Smoking Raises Risk of Age-Related Macular Degeneration
Risk increased by 47 percent in smokers
WEDNESDAY, Jan. 16 (HealthDay News) -- Smoking not only appears to increase the risk of developing early age-related macular degeneration (AMD), but also increases the likelihood of progression to late-stage disease, researchers report in an article published in the January issue of the Archives of Ophthalmology.
Ronald Klein, M.D., of the University of Wisconsin-Madison, and colleagues conducted a population-based longitudinal cohort study of 4,926 individuals aged 43 to 84 years residing in Beaver Dam, Wis., in order to investigate the association between smoking and risk of AMD. Participants underwent ophthalmic examinations at baseline and every five years thereafter during the 15-year study period. The researchers graded stereoscopic color fundus photographs to determine the status of AMD.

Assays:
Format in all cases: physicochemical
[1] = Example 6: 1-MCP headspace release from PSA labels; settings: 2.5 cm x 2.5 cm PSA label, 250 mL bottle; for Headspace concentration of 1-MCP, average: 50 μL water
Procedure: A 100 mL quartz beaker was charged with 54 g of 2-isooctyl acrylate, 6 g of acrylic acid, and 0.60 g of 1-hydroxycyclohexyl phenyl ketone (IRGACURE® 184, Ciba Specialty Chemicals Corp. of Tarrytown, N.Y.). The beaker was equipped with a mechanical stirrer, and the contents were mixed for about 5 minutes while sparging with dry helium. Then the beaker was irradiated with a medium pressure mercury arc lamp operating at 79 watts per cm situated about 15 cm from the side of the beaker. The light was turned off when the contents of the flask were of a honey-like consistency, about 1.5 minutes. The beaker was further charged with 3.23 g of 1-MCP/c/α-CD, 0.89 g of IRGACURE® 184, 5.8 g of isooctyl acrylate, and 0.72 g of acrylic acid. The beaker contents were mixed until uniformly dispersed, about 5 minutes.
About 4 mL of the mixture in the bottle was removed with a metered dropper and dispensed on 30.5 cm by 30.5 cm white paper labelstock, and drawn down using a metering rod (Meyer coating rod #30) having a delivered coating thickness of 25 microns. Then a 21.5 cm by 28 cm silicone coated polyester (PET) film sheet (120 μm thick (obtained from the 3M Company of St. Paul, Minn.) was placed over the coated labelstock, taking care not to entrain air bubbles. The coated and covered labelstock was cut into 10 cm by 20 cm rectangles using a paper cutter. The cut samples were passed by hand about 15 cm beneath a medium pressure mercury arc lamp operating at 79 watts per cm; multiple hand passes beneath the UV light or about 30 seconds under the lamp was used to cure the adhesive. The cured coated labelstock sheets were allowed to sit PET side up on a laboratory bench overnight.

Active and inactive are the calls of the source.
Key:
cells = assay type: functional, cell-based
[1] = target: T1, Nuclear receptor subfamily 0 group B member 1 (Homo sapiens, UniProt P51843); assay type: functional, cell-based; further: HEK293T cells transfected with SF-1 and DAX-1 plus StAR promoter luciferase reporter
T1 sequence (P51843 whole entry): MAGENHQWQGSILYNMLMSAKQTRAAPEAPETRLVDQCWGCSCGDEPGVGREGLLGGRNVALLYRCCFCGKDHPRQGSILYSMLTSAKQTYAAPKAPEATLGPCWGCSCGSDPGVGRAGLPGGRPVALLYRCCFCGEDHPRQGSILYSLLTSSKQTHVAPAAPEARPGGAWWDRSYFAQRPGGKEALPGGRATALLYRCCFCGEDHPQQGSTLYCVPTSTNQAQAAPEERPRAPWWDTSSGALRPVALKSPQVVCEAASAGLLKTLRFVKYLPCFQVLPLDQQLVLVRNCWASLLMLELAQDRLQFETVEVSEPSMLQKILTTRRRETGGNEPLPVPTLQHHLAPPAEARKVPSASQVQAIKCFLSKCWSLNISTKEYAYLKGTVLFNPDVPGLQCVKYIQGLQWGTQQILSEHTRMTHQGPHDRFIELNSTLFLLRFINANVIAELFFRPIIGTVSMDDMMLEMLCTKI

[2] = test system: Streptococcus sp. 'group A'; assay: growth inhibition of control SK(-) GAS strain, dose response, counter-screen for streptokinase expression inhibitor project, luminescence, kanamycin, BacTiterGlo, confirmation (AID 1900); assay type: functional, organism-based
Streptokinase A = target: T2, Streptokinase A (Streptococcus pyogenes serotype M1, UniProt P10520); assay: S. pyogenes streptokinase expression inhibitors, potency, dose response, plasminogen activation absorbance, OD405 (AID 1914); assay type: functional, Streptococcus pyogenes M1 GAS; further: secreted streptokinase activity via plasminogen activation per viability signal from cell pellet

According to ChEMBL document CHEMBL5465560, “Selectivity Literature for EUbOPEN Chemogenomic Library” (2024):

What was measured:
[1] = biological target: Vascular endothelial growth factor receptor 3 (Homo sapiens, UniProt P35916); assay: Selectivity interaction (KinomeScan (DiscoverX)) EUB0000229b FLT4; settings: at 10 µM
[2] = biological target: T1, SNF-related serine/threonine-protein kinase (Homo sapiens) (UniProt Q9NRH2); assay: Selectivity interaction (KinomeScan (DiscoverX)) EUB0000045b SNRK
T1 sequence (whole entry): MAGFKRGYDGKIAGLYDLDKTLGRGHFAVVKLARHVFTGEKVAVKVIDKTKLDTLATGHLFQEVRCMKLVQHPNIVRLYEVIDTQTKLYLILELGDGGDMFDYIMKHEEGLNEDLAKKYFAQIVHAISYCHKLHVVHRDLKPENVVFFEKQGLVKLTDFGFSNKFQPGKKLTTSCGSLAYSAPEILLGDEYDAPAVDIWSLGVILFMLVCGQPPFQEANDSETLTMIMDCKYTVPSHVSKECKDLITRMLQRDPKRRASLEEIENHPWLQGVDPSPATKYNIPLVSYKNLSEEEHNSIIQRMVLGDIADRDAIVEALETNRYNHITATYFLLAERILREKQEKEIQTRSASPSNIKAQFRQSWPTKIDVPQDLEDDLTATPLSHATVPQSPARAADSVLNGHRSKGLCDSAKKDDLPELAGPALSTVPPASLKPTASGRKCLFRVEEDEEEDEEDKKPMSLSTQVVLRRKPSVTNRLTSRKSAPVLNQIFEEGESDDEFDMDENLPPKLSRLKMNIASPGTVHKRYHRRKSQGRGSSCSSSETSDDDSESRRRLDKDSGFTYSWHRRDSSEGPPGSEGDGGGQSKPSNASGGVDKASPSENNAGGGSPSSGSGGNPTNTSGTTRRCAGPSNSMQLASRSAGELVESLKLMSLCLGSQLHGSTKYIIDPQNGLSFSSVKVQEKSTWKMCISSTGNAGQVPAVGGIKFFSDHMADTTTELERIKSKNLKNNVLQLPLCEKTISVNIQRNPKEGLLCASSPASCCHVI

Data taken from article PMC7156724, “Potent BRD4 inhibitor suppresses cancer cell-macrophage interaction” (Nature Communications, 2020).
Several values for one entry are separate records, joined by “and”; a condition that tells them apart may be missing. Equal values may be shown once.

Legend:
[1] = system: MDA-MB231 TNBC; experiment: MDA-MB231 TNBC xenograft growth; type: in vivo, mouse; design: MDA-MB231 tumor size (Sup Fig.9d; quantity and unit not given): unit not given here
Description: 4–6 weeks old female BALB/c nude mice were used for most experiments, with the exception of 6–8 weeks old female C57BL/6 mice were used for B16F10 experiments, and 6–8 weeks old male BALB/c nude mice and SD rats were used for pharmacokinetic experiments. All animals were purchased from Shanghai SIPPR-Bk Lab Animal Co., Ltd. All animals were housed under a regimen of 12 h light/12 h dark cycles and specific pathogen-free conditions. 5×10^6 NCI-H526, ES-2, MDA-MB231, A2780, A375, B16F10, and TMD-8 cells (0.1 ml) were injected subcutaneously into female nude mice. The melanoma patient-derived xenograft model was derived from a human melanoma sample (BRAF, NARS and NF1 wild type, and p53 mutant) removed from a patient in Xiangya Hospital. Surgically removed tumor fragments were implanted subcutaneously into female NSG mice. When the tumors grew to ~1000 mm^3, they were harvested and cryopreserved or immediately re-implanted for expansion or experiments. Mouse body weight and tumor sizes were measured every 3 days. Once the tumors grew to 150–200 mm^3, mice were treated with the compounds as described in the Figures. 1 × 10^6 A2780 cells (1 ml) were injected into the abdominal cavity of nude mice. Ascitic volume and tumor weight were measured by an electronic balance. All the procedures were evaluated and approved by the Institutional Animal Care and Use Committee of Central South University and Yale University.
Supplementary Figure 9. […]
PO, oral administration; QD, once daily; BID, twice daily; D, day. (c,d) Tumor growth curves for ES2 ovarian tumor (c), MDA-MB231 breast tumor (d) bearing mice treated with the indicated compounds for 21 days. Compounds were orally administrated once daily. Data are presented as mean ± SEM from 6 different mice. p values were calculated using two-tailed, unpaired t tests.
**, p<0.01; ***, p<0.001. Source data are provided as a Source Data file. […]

After controlling for confounding factors, individuals who smoked at baseline had an increased odds of developing AMD (odds ratio 1.47) and progression of AMD (odds ratio 1.43), compared to those who never smoked. No relationship was noted between duration or intensity of smoking history and the incidence of early AMD.
"In summary, while controlling for other factors, smoking appears to be related to the incidence and progression of AMD in our population. This has important health care implications, because early AMD is associated with an increase in the risk of developing late AMD and smoking behavior is modifiable," the authors conclude.